March is right about when the doldrums of first quarter taper off, the post-Christmas sales of older titles have quieted down, and more exciting new releases start popping up. Some of my favorite albums of the year surfaced around this time, albums that remained on heavy rotation for quite a few years afterwards. Here are a few for you to enjoy.
Madonna, Ray of Light, released 3 March. I’ve been a passive fan of Madonna since her Like a Virgin days (which goes to show how old I am), and interestingly her albums always seesawed between phenomenal and lackluster. I consider this particular album one of her crowning achievements; it beautifully and seamlessly blends her signature dance sound and the brilliant electronica of producer William Orbit. It’s an amazing album from start to finish.
Fastball, All the Pain Money Can Buy released 10 March. Yes, it’s that song, their one-hit wonder (and there were many in 1998), but the rest of the album is actually quite a solid one worth checking out, with equally hooky riffs.
Morcheeba, Big Calm, released 16 March. One of many rock/electronica hybrid bands making the scene at the time, Morcheeba could be alternately loud and chunky or soft and sexy, sometimes within the span of a few tracks on their albums.
Cornelius, Fantasma, released 24 March. Keigo Oyamada has been called “the Japanese Beck” by certain critics, and they’re not wrong. Adventurous, experimental, weird, and often amusing, his work as Cornelius is a feast for the ears.
Semisonic, Feeling Strangely Fine, released 24 March. This band could have ended up a one-hit wonder with “Closing Time”, if it wasn’t for singer Dan Wilson’s brilliant songwriting, which kept the band in the spotlight and has carried his post-Semisonic career to achieving numerous award-winning hits. The entire album is catchy as hell and a lot of fun to listen to.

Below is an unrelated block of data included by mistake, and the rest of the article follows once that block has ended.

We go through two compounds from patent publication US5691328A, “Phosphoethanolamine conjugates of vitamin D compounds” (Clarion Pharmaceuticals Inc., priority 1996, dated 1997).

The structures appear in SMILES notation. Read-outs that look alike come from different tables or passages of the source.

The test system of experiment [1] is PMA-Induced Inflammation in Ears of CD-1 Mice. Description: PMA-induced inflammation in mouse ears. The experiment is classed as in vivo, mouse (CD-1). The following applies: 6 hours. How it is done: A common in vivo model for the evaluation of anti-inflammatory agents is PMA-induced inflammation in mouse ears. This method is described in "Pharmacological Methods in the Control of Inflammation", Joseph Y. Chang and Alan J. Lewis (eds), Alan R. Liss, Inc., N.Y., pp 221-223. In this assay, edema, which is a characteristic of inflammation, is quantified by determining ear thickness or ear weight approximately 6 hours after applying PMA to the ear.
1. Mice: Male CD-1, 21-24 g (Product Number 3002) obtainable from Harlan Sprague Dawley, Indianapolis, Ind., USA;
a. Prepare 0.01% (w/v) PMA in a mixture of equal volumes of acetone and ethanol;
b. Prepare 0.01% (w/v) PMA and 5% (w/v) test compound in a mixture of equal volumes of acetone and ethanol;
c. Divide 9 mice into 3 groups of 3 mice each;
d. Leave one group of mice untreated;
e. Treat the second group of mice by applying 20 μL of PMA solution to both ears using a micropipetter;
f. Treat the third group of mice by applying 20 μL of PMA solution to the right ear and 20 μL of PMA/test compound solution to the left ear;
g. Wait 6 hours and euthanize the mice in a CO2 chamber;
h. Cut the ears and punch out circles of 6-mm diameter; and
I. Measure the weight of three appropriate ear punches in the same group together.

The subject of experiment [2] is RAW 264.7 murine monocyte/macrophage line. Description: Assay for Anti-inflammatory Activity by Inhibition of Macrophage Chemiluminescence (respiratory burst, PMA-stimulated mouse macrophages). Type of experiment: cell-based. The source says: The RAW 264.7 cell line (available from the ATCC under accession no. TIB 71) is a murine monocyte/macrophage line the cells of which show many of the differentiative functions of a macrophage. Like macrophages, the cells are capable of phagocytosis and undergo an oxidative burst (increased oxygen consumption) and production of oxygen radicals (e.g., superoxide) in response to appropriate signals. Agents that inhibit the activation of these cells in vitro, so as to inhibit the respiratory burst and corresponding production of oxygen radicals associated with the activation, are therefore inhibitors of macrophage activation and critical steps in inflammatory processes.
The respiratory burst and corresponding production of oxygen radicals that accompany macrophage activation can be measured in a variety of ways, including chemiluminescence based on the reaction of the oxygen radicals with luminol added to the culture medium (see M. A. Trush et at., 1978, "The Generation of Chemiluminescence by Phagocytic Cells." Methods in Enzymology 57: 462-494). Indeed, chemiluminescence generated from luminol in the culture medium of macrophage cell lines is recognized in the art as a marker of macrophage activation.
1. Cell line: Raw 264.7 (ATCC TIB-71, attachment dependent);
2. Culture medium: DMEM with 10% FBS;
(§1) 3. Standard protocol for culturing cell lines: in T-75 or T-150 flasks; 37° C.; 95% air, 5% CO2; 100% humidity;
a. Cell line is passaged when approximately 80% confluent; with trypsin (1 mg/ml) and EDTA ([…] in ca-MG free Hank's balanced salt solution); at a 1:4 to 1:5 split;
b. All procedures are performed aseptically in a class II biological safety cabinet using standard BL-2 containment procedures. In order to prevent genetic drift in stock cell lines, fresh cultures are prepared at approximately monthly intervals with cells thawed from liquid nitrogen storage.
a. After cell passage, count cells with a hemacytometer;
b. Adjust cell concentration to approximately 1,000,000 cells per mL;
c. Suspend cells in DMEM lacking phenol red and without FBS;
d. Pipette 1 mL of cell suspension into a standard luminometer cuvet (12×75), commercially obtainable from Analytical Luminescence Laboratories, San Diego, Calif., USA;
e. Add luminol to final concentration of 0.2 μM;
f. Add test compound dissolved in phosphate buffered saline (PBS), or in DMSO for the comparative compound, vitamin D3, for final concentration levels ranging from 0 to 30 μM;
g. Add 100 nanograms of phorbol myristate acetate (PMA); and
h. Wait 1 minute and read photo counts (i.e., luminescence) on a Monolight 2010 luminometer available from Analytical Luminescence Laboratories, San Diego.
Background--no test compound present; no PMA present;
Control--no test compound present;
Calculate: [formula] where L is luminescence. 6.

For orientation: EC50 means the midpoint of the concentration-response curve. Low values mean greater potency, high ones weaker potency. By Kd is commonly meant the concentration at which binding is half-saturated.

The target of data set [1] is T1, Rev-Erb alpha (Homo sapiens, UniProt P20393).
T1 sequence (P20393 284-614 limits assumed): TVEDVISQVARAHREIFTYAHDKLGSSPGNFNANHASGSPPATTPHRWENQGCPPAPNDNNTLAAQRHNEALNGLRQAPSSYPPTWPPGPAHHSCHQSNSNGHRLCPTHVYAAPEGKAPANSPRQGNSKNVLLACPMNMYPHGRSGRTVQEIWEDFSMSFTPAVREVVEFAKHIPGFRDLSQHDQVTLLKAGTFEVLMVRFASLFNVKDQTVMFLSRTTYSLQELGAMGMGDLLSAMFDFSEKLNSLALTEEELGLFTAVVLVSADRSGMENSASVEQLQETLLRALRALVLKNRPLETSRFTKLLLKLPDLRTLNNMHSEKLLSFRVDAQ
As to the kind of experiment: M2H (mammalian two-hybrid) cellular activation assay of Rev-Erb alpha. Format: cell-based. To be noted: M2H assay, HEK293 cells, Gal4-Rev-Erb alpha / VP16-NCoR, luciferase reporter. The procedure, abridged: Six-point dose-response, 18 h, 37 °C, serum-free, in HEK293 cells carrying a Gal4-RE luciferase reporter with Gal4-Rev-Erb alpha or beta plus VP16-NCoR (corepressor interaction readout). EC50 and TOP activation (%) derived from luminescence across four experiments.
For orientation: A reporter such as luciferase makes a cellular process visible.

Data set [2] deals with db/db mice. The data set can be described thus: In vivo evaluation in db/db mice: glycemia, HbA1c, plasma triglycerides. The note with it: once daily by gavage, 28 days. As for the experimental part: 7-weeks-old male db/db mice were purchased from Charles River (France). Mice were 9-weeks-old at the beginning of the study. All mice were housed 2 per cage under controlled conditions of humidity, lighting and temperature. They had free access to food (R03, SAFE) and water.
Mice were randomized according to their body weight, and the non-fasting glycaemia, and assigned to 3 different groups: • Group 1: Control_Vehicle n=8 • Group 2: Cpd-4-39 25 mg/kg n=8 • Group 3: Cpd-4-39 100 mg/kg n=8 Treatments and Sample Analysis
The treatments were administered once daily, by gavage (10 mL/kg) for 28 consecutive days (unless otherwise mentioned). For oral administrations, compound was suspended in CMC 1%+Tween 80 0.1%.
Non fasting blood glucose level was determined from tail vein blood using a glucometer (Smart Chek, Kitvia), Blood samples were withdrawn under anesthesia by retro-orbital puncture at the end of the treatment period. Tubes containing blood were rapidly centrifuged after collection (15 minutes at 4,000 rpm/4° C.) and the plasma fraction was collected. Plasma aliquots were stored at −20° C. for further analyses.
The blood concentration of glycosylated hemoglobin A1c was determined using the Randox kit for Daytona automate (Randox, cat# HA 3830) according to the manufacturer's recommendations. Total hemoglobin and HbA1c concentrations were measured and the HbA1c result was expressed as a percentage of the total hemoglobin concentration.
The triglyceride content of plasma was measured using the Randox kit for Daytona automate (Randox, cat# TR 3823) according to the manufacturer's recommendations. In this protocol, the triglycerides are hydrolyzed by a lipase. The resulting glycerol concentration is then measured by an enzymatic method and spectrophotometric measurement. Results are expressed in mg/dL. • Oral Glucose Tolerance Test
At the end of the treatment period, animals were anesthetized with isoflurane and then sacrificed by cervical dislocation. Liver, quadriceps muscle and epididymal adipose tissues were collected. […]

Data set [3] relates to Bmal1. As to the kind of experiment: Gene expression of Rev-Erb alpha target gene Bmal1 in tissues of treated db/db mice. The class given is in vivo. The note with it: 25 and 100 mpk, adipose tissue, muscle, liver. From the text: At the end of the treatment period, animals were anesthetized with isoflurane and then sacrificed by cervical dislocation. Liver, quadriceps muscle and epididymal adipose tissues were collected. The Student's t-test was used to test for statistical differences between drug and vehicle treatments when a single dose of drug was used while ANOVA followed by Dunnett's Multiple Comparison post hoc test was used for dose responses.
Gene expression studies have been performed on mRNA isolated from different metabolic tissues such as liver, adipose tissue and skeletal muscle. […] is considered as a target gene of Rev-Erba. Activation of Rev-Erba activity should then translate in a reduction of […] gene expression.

Superdrag, Head Trip in Every Key, released 24 March. After their snotty, punky mega-hit “Sucked Out” from 1996’s Regretfully Yours, this trio was bound and determined not to be pigeonholed into being another snotty-punk clone, and released a phenomenal album…which, alas, the label hated and proceeded to drop them unceremoniously. Surprisingly mature, often Beatlesque, and full of lovely melodies and introspective lyrics, Head Trip actually proved that they were a strong band, carrying them well into the early 00s and beyond. Highly recommended for your collection.
Sully, I Have Much to Report, released 24 March. An obscure Canadian band from Ottawa, this band nonetheless managed to pop up in the background in numerous shows and movies in the mid-90s. I love this album purely for its murky Cocteau Twins-meets-Sneaker Pimps ambience.
God Lives Underwater, Life in the So-Called Space Age, released 24 March. GLU’s second album is a change from the aggro-electronics of their first album, and in effect it sounds darker and more experimental. It’s a great album for headphones and long writing sessions, though! One of my favorites from this year, it got a hell of a lot of play down in the Belfry for a few years.
Scott Weiland, 12 Bar Blues, released 31 March. Scott’s debut solo album is quite the mix, alternating between weird and unstable, and heartfelt and beautiful. It features a few older tracks (“Lady Your Roof Brings Me Down” is from the Great Expectations soundtrack from a few months earlier, and “Mockingbird Girl” is a rerecording of the song he contributed to the 1995 Tank Girl soundtrack) alongside some fantastic new ones.
Pulp, This Is Hardcore, released 31 March. Jarvis Cocker & Co follow up their brilliant Different Class album with a decidedly darker and sinister outing about the more questionable side of life. This isn’t about the have-nots, it’s about the don’t-give-a-shits.
Harvey Danger, Where Have All the Merrymakers Gone, released 31 March. Another band that sadly became a one-hit wonder, despite multiple albums and excellent songwriting. A fun and exceptionally nerdy band, their entire discography is well worth checking out.
Next Up: April 1998!